The role of culture is central to a successful merger. Leaders from firms large and small agree it is one of the few things that can stop a deal in its tracks. Culture becomes the common touchstone of managing partners when exploring a possible merger. However, values can be tough to discuss and quantify early in the courtship process. This is where marketing can assist. Culture is a tangible expression of values and a key indicator of whether two firms will be a good fit. Marketing’s role in M&A is to communicate their firm’s culture and demonstrate how the two firms are a match.
“If we don’t have the same belief about how we service clients and how we treat employees, there’s nothing to talk about,” said Martin McCarthy, managing partner of McCarthy & Company PC of Lafayette Hill, PA. McCarthy’s firm of 30 professionals has merged in five smaller firms during the past 20 years.
Sell the Idea to Employees
Top firm leaders generally hold the earliest discussions about whether to combine firms. Bringing marketers into the process as soon as possible is key to moving a deal forward.
Marketers assist with communicating firm culture and building excitement. Even at an early stage, marketing can convey the brand and culture of the acquiring firm. This helps to ease fears and uncertainty.
At Armanino, a Top-25 firm headquartered in the San Francisco Bay Area, marketing is called in when discussions have matured to a point leadership believes a letter of intent is in the near future, said Lori Colvin, partner and chief marketing officer.
“We immediately go into the process of interviewing stakeholders from both sides and start to develop talking points for clients and a plan of how to transition the brand,” Colvin said.
Bring the Firms Together
Once the terms of a merger are reached, Prager Metis sends a due diligence team that includes Chief Marketing Officer Diane Walsh to meet with the acquired firm. As part of her due diligence, marketing’s role in M&A is to discuss:
- What they currently have
- What they want to have
- Where her team can bring value
At this stage of the process, marketing must also work closely with human resources, IT, and finance.
Communicate Job Security
Internal communications focusing on job security and continuity of benefits must happen before any external communication. All marketers and firm leaders interviewed stressed that their mergers never trigger layoffs. This is a key point that reassures merged-in firms about the cultural fit of the deal. Above all, partners of selling firms want to protect their people.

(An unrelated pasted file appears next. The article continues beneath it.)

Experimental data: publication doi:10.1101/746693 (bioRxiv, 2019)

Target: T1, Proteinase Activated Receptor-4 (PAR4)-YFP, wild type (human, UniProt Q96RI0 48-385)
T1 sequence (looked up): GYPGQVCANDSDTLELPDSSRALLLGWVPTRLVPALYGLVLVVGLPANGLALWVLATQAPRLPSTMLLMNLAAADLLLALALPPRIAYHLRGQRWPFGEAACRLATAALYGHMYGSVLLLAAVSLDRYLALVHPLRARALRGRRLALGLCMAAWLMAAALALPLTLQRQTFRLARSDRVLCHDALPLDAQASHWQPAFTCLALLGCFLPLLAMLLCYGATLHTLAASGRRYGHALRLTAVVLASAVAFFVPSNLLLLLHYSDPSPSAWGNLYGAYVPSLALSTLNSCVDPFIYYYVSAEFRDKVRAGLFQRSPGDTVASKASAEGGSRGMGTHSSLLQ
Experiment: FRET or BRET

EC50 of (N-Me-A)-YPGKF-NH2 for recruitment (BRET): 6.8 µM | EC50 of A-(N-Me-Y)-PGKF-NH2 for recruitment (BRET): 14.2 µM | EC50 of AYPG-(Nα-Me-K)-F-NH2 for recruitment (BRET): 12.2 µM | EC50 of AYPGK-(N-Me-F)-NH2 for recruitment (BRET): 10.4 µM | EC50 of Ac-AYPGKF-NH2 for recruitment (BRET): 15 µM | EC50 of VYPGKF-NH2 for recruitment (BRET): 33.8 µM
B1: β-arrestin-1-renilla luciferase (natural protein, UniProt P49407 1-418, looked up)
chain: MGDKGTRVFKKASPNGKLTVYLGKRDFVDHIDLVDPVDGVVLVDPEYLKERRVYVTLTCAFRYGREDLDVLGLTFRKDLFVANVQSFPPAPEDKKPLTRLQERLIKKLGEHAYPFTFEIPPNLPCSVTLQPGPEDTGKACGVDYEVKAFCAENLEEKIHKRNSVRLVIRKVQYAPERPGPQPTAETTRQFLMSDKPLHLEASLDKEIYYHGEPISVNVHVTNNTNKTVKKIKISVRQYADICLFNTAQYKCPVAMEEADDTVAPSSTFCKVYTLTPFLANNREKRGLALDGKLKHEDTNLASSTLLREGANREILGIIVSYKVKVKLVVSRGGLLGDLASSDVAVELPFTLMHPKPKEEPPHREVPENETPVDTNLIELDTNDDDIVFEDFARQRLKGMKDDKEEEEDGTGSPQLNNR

Develop a Client Outreach Strategy
Once the internal communications and sharing of assets are underway, the focus turns to external communications. Partners in the selling firm should be provided talking points for clients and influencers, such as attorneys and bankers. This is a time to build belief and trust in the new identity of a firm and to reinforce the message that relationships will remain intact. Marketing’s role in M&A is to prepare and distribute these vital communications.
Create a Transition Week Plan
A plan needs to be created for meetings between leadership and employees at the acquired firm. Additionally, plans on how to merge marketing assets and perform media outreach will be needed. Press releases and advertising can be key to sharing the news. Additionally, marketing’s role in the M&A process is to assist with branding the workspace. The firm may also want to consider providing swag bags of branded content to the new employees.
Continue Announcements Post Merger
After announcing the merger, the integration work continues with co-branded advertising. This helps reinforce the message that the merged-in firms will continue servicing their clients.
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About Dana Bottorff
Dana Bottorff is a Principal at Anadon Marketing/Communications. She helps CPA firms and professional services companies create a distinctive voice in the marketplace with marketing messaging that conveys a unique brand.